June 25, 1999 Halifax Herald

Forked tongue - Fitzgerald style

Years ago, I read the findings of an obscure commission that had been set up by a white colonial government in either the 18th or 19th century for the purpose of determining what the Black and Red people were. I've long since misplaced the piece and therefore cannot cite its conclusions word for word. However, I recall the gist of what it concluded: that the Black People were domestic animals and that the Red People were wild animals.

In regards to the conclusion that Black People were domestic animals, I'll restrict my comments to this: Because of white supremacist's attitudes, Blacks suffered unholy hell as slaves and, after their so-called emancipation, the indignities of strict segregation.

Let’s now turn to the Commission's conclusion that the Red People were wild animals for in-depth comment. Caused by European racist attitudes, such as those displayed by the Commission, untold millions of Natives were slaughtered during the colonization of the Americas by Europeans. The most powerful Nations on Mother Earth used every means available to them to bring many lightly armed First Nations to extinction and others to the doorstep of it. The Mi'kmaq were fortunate in the sense that, after the dust had settled, there were still enough alive to carry the race forward. Deceit and forked tongues were used extensively by colonial officials when carrying out the genocide.

In addition to the lies that lured many of them to their deaths, the Red People were lied to about other matters as a matter of policy by colonial officials during those bloody centuries. For instance, promises were made to them that most of their lands would be saved for them. This promise was so well kept that, today, many have practically no land left; i.e., the Mi'kmaq have only about 29,000 acres. The word of colonial officials when contracting with First Nations was worthless.

Perhaps this statement made by Governor Edward Cornwallis in a memo to the Lords of Trades and Plantations in London, when reporting his efforts to make peace treaties with the Mi'kmaq, best portrays English officialdom's insincerity when making supposedly honourable contracts with Native Peoples: “tho, Treaties with Indians are nothing, nothing but force will prevail.” If an ethical person can see anything honourable in his words, they would have to be blessed with the imagination needed to write fairy tales.

From Cornwallis's era, let’s skip ahead to 1999 to review a piece of insincerity displayed by Walter Fitzgerald, Mayor of Halifax Regional Municipality. The Mayor laid the basis for his deception when he wrote a letter dated February 1, 1999, to Don Julien, Executive Director of the Confederacy of Mainland Micmacs, apologizing for the atrocities committed against the Mi'kmaq by Cornwallis and Council. His words: “While we cannot change history, I sincerely apologise for any atrocities which were committed against the Mi'kmaq after the founding of Halifax in 1749.”

Walter uses the word “sincere” in his memo. Following is the meaning, as defined by the New World Dictionary of the American Language. You judge whether his actions fit the description:

“Sincere: 1. without deceit, pretence, or hypocrisy; truthful; straightforward; honest in his desire to help 2. being the same in actual character as in outward appearance; genuine; real; 3. not adulterated; 4, uninjured; whole.”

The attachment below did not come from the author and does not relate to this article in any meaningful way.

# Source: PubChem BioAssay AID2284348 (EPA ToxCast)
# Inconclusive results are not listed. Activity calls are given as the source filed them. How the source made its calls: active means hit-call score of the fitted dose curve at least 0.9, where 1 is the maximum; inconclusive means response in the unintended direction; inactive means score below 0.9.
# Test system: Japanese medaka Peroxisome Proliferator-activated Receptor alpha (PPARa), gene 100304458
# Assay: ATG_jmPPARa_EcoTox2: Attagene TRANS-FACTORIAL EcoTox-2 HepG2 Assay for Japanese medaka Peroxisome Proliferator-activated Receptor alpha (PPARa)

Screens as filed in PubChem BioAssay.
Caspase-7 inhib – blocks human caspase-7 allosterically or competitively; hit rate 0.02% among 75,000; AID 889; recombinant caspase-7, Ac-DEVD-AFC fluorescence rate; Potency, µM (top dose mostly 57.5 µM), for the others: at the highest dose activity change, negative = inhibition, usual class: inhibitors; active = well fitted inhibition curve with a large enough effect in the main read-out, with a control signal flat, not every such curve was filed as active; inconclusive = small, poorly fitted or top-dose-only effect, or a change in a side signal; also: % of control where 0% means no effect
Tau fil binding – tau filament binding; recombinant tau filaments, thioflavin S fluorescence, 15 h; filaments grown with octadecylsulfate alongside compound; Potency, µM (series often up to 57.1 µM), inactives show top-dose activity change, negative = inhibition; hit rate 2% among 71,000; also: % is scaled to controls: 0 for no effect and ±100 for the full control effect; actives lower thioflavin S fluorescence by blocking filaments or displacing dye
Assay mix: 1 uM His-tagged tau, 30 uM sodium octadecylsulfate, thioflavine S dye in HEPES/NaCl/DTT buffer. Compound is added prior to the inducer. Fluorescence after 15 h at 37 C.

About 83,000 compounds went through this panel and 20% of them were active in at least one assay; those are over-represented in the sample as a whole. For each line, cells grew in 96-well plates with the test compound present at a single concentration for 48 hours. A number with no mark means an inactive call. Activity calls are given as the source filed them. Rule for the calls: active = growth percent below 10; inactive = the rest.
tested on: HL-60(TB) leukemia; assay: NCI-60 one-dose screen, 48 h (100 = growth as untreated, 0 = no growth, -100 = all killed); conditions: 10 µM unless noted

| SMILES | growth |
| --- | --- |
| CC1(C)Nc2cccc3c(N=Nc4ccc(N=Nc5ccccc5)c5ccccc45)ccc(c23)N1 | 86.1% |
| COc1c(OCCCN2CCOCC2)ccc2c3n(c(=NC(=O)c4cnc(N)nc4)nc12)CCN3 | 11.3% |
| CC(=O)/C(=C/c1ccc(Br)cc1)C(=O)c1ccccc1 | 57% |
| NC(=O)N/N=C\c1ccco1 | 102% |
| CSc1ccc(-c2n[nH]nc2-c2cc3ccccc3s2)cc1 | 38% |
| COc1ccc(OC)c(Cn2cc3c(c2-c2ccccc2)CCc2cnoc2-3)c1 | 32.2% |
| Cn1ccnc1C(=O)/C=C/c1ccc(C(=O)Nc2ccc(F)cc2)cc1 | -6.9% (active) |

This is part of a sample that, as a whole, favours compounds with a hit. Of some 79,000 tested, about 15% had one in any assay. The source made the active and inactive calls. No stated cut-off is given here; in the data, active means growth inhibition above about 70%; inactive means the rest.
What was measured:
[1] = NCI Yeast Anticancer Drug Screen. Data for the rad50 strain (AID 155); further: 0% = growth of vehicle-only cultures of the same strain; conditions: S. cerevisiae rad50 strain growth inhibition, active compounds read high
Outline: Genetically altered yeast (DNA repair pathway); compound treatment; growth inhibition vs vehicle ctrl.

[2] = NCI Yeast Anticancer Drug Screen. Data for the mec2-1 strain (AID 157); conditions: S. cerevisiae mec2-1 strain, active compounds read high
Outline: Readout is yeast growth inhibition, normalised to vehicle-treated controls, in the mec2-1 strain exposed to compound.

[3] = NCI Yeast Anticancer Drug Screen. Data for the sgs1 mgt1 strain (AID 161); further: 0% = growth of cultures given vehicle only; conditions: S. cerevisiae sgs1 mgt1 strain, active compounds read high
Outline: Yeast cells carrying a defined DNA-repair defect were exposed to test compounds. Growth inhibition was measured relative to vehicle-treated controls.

Fitzgerald, by making the following pronouncements, indicates that he has learned from his colonial predecessors how to practice insincerity very well in his dealings with the Mi'kmaq. On June 21, after passing out pieces of Halifax's birthday cake to various dignitaries, including an actor dressed up to depict Edward Cornwallis, he replied in response to a question from reporters about why such a character was there after he had promised the Mi'kmaq that there wouldn't be one: “The Mi'kmaq tribes killed a lot of white people, probably more than we did...” When reminded by a reporter that Cornwallis had put a bounty on the heads of the Mi'kmaq, including women and children, he responded, “I think he did, I'm not sure about that.'”

Why did the Mayor make an insincere apology? As far as I can determine, it was done for a reason that is indefensible: to prevent our people from protesting the honouring of Cornwallis during the anniversary celebrations. Based on the before-mentioned developments, what other conclusion can a reasonable person reach?

Now let’s return to the Commission's conclusion that First Nations peoples were wild animals. The way that we are treated by many today indicates that the Commission's ungodly, indefensible conclusion is not entirely dead. When excuses are made, and believed, that trying to wipe out a race of people is not a crime against humanity and condemnable because the people victimized were Red People, what else can one conclude?

The slaughter of defenceless, innocent people during warfare is the work of barbarians and thus inexcusable. By putting a bounty on the heads of the Mi'kmaq, including the elderly, women and children, with the intention of wiping out the race, Cornwallis crossed the line of human decency. That is, if one subscribes to the reality that the Mi'kmaq are human. Of course, if one agrees with the uncivilized conclusion of the Commission that the Red People are nothing but wild animals, then no conscience, except those of wildlife protectors, need be disturbed. Walter, where do you fit!

Daniel N. Paul


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